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Chalcedony or hyalite opal?

Posted by Duncan Miller  
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Duncan Miller March 20, 2017 11:55AM
A friend of mine sent me these photographs of a specimen from the 'blue lace agate' mine at Ysterputs in southern Namibia. It consists partly of what are thought to be blue chalcedony pseudomorphs after fluorite, with a surface coating of semi-botryoidal clear material that fluoresces yellow-green in short-wave ultraviolet light. Her question is how to distinguish between fluorescent clear chalcedony and hyalite opal.



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Reiner Mielke March 20, 2017 01:21PM
You can scratch opal with a good steel file but not chalcedony. Test your file on a piece of feldspar first. It should be able to scratch the feldspar, some cheap files will not.
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Duncan Miller March 20, 2017 06:20PM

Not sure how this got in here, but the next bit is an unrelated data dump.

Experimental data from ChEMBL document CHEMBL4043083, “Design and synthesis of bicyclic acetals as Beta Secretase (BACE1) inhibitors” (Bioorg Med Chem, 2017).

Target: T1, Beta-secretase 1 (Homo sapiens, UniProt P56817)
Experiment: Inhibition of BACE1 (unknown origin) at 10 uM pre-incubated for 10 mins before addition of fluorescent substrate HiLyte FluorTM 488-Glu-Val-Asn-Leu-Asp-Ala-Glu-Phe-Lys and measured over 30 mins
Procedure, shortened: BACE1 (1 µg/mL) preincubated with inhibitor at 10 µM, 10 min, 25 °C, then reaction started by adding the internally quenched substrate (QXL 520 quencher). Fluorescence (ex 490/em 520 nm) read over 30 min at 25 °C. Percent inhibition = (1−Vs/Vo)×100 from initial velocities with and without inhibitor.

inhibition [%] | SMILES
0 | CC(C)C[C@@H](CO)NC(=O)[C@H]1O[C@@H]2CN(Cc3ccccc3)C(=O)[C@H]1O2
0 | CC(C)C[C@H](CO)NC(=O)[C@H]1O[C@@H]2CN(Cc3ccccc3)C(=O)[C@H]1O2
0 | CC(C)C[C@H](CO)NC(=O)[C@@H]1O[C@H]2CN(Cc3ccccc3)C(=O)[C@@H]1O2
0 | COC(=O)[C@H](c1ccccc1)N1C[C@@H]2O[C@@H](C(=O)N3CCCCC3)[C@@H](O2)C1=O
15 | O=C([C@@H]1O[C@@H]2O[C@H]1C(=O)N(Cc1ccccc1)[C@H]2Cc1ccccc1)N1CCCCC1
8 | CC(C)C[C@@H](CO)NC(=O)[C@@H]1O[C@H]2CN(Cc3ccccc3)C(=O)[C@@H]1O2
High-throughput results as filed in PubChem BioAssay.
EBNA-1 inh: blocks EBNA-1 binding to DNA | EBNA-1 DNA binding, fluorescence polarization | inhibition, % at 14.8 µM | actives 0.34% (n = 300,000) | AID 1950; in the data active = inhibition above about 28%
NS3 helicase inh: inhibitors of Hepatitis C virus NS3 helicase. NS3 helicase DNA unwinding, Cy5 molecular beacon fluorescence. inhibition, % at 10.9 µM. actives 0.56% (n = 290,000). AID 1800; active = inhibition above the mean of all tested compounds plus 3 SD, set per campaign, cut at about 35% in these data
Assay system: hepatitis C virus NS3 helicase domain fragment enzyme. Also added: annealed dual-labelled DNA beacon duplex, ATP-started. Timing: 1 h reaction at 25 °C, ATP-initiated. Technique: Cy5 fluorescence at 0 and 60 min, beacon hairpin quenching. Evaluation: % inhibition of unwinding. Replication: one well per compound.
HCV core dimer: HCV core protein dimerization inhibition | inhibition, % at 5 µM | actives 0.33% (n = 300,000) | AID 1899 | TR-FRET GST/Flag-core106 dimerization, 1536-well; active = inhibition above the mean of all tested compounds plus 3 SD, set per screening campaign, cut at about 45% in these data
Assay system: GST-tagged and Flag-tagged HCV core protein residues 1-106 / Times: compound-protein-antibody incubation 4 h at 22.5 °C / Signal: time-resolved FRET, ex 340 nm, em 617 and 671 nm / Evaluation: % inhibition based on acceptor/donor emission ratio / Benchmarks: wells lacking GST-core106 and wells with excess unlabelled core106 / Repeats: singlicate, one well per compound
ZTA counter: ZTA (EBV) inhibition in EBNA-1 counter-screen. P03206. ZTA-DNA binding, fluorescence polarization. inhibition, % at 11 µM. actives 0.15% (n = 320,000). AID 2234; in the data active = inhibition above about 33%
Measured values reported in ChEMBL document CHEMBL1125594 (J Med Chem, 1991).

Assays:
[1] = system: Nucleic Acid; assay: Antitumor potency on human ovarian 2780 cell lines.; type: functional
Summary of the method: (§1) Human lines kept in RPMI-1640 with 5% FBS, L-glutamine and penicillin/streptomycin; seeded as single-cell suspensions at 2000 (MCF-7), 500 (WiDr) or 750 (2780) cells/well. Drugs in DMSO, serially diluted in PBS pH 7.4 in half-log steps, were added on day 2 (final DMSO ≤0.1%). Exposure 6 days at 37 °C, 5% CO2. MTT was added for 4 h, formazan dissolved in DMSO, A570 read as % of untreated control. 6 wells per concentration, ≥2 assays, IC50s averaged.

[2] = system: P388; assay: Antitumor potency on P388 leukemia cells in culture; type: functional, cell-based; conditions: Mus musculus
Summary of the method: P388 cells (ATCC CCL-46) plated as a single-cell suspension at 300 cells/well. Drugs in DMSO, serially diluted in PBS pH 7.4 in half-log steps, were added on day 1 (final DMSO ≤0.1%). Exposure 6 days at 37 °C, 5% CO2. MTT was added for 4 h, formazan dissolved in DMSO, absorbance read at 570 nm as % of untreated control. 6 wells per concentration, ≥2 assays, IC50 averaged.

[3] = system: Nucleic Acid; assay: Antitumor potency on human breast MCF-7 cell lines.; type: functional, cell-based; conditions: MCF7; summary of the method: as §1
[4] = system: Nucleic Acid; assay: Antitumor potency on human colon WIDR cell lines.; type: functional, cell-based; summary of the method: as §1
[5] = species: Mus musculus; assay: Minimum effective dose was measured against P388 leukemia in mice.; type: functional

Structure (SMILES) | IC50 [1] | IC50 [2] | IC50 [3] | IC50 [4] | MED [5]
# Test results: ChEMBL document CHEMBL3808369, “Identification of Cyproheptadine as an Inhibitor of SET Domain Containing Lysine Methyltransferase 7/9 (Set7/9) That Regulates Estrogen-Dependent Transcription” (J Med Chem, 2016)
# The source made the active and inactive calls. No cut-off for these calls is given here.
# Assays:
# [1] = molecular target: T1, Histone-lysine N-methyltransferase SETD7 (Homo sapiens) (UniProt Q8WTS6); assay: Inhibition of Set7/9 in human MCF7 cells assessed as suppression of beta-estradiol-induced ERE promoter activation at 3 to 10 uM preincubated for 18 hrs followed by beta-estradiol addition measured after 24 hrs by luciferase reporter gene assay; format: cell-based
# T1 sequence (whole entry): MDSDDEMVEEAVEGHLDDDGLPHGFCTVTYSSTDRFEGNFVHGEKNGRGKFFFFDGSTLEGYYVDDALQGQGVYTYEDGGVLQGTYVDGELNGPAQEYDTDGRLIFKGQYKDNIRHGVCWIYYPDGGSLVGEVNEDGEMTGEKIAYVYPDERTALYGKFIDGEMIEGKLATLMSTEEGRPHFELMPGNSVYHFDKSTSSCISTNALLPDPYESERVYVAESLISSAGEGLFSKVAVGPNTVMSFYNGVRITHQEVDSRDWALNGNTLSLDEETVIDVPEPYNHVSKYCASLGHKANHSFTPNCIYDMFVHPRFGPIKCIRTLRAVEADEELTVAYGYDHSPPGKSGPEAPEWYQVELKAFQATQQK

Thank you Reiner. Your suggestion cleared this up quickly. "With a bit of a sawing action with a fine steel file, I could make a groove in the feldspar, but couldn’t in one edge of the chalcedony, and am reluctant to try somewhere else on the specimen." So it appears to be clear chalcedony, not hyalite opal. Duncan
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Alfredo Petrov March 20, 2017 07:28PM
I agree with this being chalcedony. But I hesitate to use hardness as the proof for distinguishing hyalite from chalcedony - Both of them show a range of hardnesses and both can be around 6.5.
Better proof would be to heat a fragment in a pyrex test tube and see how much water comes off. Or check the refractive index. If you take an optically dense liquid (even sugar syrup will do), and drop in a sand-size fragment of colorless chalcedony and a similar size piece of hyalite opal, the difference in refractive index is obvious even to the naked eye; no refractometer needed.
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Reiner Mielke March 20, 2017 08:43PM
Hello Alfredo,

What you say may be true, however if you cannot scratch it, then clearly it cannot be opal. If he could have scratched it then it could be either a soft chalcedony or opal.
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